Infectious Mononucleosis

Infectious Mononucleosis also known as the triad of fever, tonsillar pharyngitis (sore throat), and lymphadenopathy (enlarged lymph nodes)


Acute illness due to epstein barr virus (EBV), usually occurring in young adults and adolescents


Symptoms include fever, lymphadenopathy (swollen lymph nodes, splenomegaly (enlarged spleen), palatal petechiae (red spots in the mouth) rash, URI (fatigue, sore throat, cough, sneeze, headache), decreased appetite, and subclinical hepatitis.


Complications may include splenic rupture and airway obstruction


Labs in someone with infectious mononucleosis may indicate elevated white blood cell count, atypical lymphocytes, elevated liver function. CBC should be done along with a heterophile test (monospot test). EBV-specific antibodies can also be tested for a more definitive test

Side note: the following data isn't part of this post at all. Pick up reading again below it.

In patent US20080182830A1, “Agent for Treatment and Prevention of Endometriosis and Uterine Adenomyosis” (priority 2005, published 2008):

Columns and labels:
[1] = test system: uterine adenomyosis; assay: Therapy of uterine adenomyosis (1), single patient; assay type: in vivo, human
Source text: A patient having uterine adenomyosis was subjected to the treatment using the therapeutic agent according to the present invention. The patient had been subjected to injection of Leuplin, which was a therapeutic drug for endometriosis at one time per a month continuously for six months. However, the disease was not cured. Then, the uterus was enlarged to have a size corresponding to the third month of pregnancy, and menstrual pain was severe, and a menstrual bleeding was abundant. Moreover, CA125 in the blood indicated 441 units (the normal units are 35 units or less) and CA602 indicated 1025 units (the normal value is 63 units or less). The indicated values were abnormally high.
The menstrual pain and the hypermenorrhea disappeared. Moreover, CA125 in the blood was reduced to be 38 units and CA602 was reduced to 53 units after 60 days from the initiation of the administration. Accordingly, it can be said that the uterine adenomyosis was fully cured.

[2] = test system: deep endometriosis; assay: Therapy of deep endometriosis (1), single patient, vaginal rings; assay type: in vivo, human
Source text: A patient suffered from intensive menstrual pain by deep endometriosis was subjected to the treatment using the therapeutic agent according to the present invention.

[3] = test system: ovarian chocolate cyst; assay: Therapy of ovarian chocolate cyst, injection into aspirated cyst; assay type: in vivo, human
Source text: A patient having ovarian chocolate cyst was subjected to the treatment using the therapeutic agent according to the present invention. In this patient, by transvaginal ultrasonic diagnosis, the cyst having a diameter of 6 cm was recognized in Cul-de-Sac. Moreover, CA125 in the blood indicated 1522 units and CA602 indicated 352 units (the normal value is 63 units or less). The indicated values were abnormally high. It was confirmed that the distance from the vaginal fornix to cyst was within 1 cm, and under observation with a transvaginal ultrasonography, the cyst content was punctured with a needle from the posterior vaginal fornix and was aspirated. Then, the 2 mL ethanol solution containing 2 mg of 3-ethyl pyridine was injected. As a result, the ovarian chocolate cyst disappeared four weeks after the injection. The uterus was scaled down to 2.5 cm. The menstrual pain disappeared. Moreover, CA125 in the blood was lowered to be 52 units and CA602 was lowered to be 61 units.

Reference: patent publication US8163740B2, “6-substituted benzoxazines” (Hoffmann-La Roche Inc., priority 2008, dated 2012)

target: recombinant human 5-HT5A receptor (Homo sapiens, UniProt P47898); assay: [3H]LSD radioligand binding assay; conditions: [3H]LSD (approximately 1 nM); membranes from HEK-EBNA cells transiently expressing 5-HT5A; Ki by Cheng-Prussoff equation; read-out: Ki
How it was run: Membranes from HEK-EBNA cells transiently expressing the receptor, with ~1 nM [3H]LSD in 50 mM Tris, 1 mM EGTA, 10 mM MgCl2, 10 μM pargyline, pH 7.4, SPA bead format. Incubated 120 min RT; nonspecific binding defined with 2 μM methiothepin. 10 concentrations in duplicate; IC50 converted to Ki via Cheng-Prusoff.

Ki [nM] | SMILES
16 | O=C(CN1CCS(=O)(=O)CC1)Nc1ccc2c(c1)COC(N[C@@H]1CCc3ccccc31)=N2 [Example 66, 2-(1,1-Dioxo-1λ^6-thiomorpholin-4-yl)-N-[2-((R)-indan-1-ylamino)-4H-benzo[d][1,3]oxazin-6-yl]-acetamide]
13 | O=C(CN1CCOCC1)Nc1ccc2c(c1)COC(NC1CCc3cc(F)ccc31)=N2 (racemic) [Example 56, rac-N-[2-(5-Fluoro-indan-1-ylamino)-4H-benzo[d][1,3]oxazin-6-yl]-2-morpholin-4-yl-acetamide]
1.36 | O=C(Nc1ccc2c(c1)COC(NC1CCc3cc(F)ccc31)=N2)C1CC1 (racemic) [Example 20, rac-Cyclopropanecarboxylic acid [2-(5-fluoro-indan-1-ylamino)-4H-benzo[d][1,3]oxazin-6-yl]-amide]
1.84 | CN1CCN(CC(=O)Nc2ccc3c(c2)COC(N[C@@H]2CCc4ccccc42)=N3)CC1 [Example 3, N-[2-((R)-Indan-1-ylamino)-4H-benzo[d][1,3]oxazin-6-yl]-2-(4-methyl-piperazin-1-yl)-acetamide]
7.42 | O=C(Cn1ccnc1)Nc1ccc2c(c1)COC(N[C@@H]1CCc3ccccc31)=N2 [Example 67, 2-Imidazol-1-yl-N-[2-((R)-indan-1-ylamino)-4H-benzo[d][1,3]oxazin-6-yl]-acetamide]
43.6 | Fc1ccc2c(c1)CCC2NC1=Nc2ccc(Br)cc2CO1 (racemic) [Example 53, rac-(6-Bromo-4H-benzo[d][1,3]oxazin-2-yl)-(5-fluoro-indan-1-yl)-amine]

The treatment is based on symptoms. Pain relievers or anti-inflammatories may be helpful for symptoms if impending airway obstruction→ er and steroids avoid contact sports for 4 weeks after symptom onset


If diagnoses you should avoid person to person contact, sexual contact or breastfeeding to prevent spread. Kissing is the most common route of spread in the adolescent and young adult population